We have always done this work because it is the right thing to do. We have made commitments of both time and money because no one should be left on the outside of congregational life. Ever. We do not do this work for the fanfare and certainly not because we owe it to someone. We do it because we owe it to EVERYONE. We all benefit when our communities are truly inclusive. It really is exciting to go to work every day and think about what we do well, while helping to discover ways that we can do it even better.

Temple Beth-El Exemplar Congregation; Removing the Stumbling BlockBut even though we don't do this work for the praise or recognition, there is no question that kavod (respect) for hard work and commitment is significant. I genuinely appreciate that our congregation had the opportunity to be honored at the recent URJ Biennial as an Exemplar Congregation is Disability Inclusion. It was a joy to celebrate our accomplishments and it was special to be surrounded by others committed to this holy work. At TBE we will use this honor as a springboard to continue to move forward, finding ever more ways to widen our reach and welcome everyone.

Inclusion matters. It's not a favor we do. It's not a program or a classroom or a social action project. Inclusion is a state of mind.
Because, quite frankly, what still stands in the way of inclusion in most communities is attitude:

"The biggest barrier to creating an inclusive program is not the lack of resources, knowledge, or accessible facilities. The biggest barrier is actually one of attitude...we must understand that inclusion is first and foremost a philosophy. It is a mindset and a belief that everyone has value and something to contribute. It is a willingness to see the ability in everyone and match skill with challenge. It is an understanding that what our programs really provide at their heart is the opportunity to build relationships, learn who we are, and develop skills. It is being committed to the process of making our programs accessible — not only in the physical sense, but also by ensuring that each person’s participation is meaningful….Once we understand that inclusion is not a place, a program, or a time-limited opportunity, and that it is a state of being and a way of operating that says “all are welcome,” we can overcome the practical barriers of resources, knowledge, and accessible facilities." ~ ACA (American Camping Association)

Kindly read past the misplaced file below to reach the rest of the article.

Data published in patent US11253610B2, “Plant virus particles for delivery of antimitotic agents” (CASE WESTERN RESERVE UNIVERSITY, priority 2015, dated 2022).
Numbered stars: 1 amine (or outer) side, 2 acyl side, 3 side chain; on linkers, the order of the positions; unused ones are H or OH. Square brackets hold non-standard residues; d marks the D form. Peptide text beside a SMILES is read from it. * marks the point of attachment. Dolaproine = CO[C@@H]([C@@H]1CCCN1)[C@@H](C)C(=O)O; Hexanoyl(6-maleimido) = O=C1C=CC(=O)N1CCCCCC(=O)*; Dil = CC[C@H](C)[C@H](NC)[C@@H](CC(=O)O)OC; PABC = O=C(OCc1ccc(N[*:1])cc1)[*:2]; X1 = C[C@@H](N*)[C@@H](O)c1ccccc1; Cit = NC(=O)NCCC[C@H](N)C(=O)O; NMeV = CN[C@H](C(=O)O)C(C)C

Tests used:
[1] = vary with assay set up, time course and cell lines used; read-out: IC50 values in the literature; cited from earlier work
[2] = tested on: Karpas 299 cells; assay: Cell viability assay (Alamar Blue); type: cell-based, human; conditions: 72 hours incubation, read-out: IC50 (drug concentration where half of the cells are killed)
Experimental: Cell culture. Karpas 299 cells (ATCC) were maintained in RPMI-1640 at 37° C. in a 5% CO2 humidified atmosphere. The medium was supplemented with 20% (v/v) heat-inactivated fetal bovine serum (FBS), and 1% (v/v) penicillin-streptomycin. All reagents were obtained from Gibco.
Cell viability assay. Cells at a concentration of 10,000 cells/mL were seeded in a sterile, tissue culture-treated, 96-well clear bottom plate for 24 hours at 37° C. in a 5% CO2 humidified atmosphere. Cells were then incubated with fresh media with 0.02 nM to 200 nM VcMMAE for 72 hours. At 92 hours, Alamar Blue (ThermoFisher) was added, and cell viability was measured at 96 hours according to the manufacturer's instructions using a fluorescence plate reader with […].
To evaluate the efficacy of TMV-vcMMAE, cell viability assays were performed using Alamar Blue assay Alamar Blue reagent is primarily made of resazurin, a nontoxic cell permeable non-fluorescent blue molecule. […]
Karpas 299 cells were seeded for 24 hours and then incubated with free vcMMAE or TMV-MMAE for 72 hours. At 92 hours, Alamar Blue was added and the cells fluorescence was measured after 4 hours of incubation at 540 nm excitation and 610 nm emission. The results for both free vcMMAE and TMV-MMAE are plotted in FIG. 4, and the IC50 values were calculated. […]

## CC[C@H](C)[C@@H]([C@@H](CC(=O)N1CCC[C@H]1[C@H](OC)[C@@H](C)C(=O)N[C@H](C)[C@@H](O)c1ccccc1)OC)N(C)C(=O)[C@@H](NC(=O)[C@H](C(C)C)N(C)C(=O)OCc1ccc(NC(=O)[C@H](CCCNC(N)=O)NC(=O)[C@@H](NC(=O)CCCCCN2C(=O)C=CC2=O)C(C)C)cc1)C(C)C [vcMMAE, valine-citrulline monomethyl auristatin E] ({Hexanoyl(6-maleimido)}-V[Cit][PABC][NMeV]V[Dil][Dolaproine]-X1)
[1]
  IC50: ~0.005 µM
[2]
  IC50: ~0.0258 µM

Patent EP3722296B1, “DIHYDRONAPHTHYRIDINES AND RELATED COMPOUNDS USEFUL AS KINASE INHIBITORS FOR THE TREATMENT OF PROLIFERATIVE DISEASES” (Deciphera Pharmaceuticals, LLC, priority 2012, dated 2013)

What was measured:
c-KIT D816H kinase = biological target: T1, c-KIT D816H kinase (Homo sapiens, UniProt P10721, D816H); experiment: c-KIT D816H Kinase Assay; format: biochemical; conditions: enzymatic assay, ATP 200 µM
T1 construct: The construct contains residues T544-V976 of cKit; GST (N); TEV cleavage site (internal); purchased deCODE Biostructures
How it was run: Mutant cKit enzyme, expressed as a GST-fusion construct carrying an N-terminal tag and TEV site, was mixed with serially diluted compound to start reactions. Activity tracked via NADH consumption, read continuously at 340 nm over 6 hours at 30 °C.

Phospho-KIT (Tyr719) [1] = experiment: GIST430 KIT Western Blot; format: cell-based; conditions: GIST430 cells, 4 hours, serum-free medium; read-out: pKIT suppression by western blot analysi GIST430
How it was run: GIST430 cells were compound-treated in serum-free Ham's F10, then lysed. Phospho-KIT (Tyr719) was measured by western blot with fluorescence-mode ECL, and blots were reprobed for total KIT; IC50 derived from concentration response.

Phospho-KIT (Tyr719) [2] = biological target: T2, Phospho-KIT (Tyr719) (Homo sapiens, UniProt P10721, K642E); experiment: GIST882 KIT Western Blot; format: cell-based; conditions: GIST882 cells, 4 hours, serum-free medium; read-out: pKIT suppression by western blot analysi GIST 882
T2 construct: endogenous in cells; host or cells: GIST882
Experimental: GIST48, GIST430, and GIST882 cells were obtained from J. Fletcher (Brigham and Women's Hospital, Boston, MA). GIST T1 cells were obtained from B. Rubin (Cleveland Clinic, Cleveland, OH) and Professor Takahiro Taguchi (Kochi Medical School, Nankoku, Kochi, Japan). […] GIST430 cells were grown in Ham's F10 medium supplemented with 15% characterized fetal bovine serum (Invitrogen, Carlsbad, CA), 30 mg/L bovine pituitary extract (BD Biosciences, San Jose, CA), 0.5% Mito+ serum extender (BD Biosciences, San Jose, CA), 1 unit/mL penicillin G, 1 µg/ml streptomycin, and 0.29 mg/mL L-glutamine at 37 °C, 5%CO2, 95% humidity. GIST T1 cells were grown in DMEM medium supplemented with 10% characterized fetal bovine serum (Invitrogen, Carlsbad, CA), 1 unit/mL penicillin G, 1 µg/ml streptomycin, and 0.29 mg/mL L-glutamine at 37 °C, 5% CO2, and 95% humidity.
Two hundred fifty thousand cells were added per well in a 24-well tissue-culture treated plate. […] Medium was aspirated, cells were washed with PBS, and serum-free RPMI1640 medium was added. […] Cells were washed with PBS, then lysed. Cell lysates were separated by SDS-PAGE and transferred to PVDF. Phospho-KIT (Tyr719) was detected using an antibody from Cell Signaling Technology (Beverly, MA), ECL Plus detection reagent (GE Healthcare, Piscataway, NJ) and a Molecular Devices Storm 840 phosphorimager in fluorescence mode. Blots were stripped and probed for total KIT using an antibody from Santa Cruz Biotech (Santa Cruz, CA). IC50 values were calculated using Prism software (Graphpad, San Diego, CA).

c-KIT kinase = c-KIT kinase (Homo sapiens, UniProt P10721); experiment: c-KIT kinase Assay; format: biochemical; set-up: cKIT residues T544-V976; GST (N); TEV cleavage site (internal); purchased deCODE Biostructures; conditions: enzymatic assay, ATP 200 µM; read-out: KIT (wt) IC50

When we embrace that inclusion is who we are and who we want to be, we can always figure out how to make it happen. 

Is Julia Really the Only Muppet With a Disability?

When news hit the airways that Sesame Street was introducing it's first character to have Autism, Julia, people started talking. Not surprisingly, people have a lot to say.
Julia, is she really the only muppet with a disability? Removing the Syumbling Block

In Jewish education and synagogue life we have understood for a long time that it is impossible to please everyone. It doesn't mean that we don't have a vision and work toward it; rather we do exactly that by living and acting according to our values. But it does mean that sometimes we have to recognize that there are those we will not please.

So, too, is it with an initiatives like this one. Sesame Street has a vision to help the world celebrate the uniqueness in each and every child, and they have launched a project built on years of research whose goal is to highlight the commonalities among children, not their differences. They want to build empathy, compassion and work to reduce the epidemic of bullying our children face. They did their homework, focused on their target audience, and made thoughtful choices.

Are there critics? Of course there are. Just read the comment threads from any of the various articles and blog posts that have been posted. For as many people who applaud the effort there are equally as many who bash it.